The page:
But I have to pray out loud or my brain wanders quicker than you can say ‘Our Father.’  Good to know that ‘out loud’ was the OT assumption. 

People pray out loud.  And even if they’re quiet, they mouth the words.  If your brain is a wild wanderer (and whose isn’t?), then here’s a top tip brought to you by Bible by the bys.  

Try saying that out loud!

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Daddy’s rich

Maybe your earthly father had short arms and deep pockets.  Or long arms and shallow pockets.  Or crossed arms and closed pockets.  gold

Your Father in heaven is different.

He’s rich beyond your wildest imaginings.  6 times Pauls says it in Ephesians (1:7,18; 2:4,7; 3:8,16). 

He’s rich – rich I tells ya.  And it’s just the normal word for wealthy. Loaded. Rolling in it.  Stinking, filthy rich.  Like Abraham (Gen 13:2), like Solomon (1 Kings 3:13), like ‘the rich man’ (Mark 10:25).  Your Father is no pauper.

And neither is He a miser.  He lavishes His children with every treasure at His disposal.  First, He commits all things into the hands of His Son (John 3:35).  The nations are His inheritance (Ps 2:8).  The whole creation is a love gift for Him (Col 1:15-16).  But for the sake of His Son, and so that He might be the firstborn among many brothers (Rom 8:29), the Father brings us into His inheritance. We become objects of the Father’s lavish philanthropy.

But because of his great love for us, God, who is rich in mercy, made us alive with Christ even when we were dead in transgressions–it is by grace you have been saved.  (Eph 2:4-5)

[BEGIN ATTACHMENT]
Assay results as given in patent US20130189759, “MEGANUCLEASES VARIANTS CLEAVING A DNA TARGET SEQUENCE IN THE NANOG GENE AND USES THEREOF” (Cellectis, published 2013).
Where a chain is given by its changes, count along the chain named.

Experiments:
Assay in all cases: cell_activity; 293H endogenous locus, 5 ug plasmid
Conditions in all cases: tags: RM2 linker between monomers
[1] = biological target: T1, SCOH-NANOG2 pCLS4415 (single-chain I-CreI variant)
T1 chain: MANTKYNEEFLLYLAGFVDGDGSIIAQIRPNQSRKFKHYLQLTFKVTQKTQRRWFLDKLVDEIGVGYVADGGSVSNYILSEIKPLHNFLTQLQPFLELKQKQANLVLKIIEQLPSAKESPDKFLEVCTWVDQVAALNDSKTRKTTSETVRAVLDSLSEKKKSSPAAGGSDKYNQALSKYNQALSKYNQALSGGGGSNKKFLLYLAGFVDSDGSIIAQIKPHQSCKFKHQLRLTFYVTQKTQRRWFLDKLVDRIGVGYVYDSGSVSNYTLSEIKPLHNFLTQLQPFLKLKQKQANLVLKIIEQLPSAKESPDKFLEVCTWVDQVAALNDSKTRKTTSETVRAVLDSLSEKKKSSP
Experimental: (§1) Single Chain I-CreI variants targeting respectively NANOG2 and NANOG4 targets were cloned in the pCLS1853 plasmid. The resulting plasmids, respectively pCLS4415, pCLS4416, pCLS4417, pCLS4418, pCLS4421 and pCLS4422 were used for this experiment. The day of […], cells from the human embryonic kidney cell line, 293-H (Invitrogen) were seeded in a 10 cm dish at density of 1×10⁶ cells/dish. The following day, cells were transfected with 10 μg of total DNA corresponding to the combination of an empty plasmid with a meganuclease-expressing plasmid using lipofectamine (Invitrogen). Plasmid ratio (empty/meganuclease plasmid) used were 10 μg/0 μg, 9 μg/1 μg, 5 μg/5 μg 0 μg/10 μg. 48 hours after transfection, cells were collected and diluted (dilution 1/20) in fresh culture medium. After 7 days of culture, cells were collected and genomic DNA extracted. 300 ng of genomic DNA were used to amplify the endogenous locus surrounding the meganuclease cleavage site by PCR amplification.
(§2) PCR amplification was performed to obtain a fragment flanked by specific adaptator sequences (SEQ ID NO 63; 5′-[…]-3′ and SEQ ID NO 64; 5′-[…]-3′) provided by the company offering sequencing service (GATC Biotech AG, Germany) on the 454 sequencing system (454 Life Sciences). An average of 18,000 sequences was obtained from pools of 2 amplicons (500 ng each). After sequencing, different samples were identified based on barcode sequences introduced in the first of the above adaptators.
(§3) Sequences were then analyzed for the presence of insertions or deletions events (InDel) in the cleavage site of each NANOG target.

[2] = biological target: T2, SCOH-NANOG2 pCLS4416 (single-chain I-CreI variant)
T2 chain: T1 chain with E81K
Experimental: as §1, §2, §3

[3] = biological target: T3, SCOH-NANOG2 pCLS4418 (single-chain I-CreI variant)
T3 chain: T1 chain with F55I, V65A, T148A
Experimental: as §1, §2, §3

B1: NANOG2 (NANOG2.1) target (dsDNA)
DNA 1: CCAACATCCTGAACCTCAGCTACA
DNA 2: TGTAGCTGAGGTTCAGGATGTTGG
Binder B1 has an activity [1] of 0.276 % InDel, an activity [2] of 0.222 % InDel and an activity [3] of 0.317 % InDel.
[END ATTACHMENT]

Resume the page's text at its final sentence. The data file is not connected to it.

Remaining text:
We weren’t just dirt poor, we’d bitten the dust – dead in transgressions and sins.  Yet even in that lowest of gutters God’s riches were lavished on us – His riches in mercy – to make us alive with Christ.  Not only this… 
In Christ we have redemption through His blood, the forgiveness of sins, in accordance with the riches of God’s grace that He lavished on us  (Eph 1:7-8)
 Now in Christ we are lavished with freedom and forgiveness of our sins.  And we stand as witnesses to heaven and earth of how generous is our Father in bestowing such treasures:
  And God raised us up with Christ and seated us with Him in the heavenly realms in Christ Jesus, in order that in the coming ages he might show the incomparable riches of His grace, expressed in His kindness to us in Christ Jesus.  (Eph 2:6-7) 
 God is rich and will be known as rich. 

But perhaps you don’t feel able to appreciate this wealth.  Maybe you’re not feeling the benefits of this incredible union with Christ?  Well God’s riches aren’t just for the bestowal of grace, they enable you to appreciate these blessings too: